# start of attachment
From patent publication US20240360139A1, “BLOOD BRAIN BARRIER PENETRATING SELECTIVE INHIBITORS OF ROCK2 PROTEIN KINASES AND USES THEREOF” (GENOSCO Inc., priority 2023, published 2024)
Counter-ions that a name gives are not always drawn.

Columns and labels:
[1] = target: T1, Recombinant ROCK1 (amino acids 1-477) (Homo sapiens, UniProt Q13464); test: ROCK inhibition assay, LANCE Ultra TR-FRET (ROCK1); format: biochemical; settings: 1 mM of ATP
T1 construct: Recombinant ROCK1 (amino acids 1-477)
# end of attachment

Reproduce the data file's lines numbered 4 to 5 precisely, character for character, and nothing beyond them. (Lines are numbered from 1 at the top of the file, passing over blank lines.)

[1] = target: T1, Recombinant ROCK1 (amino acids 1-477) (Homo sapiens, UniProt Q13464); test: ROCK inhibition assay, LANCE Ultra TR-FRET (ROCK1); format: biochemical; settings: 1 mM of ATP
T1 construct: Recombinant ROCK1 (amino acids 1-477)